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Raffle tickets numbered consecutively from 101 through 350

This topic has 4 expert replies and 2 member replies
boomgoesthegmat Senior | Next Rank: 100 Posts Default Avatar
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Raffle tickets numbered consecutively from 101 through 350

Post Mon Apr 25, 2016 2:39 pm
Elapsed Time: 00:00
  • Lap #[LAPCOUNT] ([LAPTIME])
    Raffle tickets numbered consecutively from 101 through 350 are placed in a box. What is the probability that a ticket selected at random will have a number with a hundreds digit of 2?

    A) 2/5

    B) 2/7

    C) 33/83

    D) 99/250

    E) 100/249

    Answer: A

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    Post Mon Apr 25, 2016 3:49 pm
    Hi boomgoesthegmat,

    This is an example of a 'fence post' problem (meaning that you have to remember to count the tickets at the 'beginning' and 'end' of each sub-list.

    We're asked for the probability of selecting a ticket with a "2" in the hundreds digit from a group of tickets numbered 101 through 350, inclusive.

    The number of tickets is 350 - 101 + 1 = 250 total tickets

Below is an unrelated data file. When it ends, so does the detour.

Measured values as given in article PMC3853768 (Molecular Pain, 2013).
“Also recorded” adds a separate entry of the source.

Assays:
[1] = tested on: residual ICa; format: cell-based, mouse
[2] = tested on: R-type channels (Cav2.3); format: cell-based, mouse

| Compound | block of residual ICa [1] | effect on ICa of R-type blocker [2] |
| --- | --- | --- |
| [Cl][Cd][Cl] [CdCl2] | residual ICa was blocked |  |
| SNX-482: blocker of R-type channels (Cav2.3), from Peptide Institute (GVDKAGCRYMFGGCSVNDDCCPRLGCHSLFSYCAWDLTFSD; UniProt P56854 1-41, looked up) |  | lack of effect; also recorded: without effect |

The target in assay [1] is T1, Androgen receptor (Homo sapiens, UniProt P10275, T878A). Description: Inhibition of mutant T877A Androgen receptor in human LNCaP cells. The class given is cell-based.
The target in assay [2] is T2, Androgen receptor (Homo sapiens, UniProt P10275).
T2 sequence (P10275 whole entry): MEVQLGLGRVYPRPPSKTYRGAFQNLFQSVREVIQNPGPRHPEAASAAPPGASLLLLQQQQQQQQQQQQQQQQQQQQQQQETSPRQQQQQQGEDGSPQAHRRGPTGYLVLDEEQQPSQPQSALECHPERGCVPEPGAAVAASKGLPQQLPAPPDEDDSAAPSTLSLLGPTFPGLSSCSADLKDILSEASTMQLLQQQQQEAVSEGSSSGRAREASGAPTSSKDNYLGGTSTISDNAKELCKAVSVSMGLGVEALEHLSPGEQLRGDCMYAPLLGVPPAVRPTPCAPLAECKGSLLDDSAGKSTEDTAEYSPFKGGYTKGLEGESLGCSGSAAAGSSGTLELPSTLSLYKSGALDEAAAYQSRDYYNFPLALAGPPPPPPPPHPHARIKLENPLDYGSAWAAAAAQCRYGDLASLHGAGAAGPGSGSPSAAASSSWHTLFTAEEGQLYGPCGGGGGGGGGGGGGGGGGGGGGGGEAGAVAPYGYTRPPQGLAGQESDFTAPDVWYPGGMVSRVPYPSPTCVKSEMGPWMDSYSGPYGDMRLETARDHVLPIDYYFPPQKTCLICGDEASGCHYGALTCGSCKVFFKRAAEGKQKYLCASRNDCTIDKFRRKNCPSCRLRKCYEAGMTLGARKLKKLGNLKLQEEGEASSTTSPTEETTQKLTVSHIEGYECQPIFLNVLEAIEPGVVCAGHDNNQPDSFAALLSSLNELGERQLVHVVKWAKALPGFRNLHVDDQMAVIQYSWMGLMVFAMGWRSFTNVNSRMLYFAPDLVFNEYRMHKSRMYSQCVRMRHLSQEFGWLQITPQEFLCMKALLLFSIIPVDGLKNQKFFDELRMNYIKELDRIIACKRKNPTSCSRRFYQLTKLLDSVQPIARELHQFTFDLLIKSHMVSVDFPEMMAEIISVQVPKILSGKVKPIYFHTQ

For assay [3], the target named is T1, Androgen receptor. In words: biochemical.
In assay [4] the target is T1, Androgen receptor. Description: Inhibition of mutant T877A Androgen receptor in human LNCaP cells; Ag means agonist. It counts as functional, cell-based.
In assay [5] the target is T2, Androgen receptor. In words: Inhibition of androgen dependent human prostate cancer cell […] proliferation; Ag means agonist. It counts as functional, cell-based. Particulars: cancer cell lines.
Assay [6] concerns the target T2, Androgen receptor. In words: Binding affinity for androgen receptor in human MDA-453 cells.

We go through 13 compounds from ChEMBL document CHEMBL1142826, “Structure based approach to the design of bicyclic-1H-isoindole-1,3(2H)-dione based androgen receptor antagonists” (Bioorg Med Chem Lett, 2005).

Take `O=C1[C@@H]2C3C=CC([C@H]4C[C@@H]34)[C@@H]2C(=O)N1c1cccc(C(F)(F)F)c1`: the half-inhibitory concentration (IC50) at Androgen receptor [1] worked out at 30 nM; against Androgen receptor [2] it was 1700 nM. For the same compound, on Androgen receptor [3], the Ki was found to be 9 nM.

The number that have a 2 in the hundreds spot = 100 (200 through 299, inclusive).

    So the probability is 100/250 = 2/5

    Final Answer: A

    GMAT assassins aren't born, they're made,
    Rich

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    Thanked by: boomgoesthegmat
    OptimusPrep Master | Next Rank: 500 Posts
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    Post Mon Apr 25, 2016 8:26 pm
    boomgoesthegmat wrote:
    Raffle tickets numbered consecutively from 101 through 350 are placed in a box. What is the probability that a ticket selected at random will have a number with a hundreds digit of 2?

    A) 2/5

    B) 2/7

    C) 33/83

    D) 99/250

    E) 100/249

    Answer: A
    This is a straight forward probability question.

    Always remember, the total numbers between a and b = b - a + 1

    Total number of tickets = 350 - 101 + 1 = 250
    Tickets with 2 in the hundreds digit = 299 - 200 + 1 = 100

    Probability of picking a ticket with 2 in the hundredth digit = 100/250 = 2/5

    Correct Option: A